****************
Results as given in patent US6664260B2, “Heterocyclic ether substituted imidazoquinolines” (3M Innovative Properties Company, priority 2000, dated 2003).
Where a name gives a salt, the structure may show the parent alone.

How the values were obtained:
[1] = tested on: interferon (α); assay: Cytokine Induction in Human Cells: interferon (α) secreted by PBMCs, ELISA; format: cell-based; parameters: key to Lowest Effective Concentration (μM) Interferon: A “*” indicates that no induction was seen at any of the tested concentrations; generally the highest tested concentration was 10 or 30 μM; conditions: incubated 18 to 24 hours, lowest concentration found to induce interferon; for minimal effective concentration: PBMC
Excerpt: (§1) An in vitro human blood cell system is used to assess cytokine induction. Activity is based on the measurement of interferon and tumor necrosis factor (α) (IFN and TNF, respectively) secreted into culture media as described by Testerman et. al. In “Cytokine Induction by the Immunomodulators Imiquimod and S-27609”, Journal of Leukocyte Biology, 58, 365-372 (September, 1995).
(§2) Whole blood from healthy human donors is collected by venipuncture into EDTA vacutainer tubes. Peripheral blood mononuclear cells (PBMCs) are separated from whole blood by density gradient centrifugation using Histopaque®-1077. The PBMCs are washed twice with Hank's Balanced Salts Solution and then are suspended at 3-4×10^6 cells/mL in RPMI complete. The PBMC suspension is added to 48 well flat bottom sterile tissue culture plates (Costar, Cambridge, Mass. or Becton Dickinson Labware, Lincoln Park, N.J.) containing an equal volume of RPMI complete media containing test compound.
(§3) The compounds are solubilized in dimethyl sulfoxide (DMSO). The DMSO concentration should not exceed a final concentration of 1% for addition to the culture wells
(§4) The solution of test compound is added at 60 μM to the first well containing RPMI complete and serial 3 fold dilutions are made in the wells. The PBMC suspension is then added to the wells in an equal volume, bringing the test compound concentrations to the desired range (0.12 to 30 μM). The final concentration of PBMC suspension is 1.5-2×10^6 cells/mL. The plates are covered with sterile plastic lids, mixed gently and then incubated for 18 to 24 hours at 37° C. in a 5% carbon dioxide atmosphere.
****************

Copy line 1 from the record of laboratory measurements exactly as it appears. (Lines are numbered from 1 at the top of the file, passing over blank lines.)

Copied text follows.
Results as given in patent US6664260B2, “Heterocyclic ether substituted imidazoquinolines” (3M Innovative Properties Company, priority 2000, dated 2003).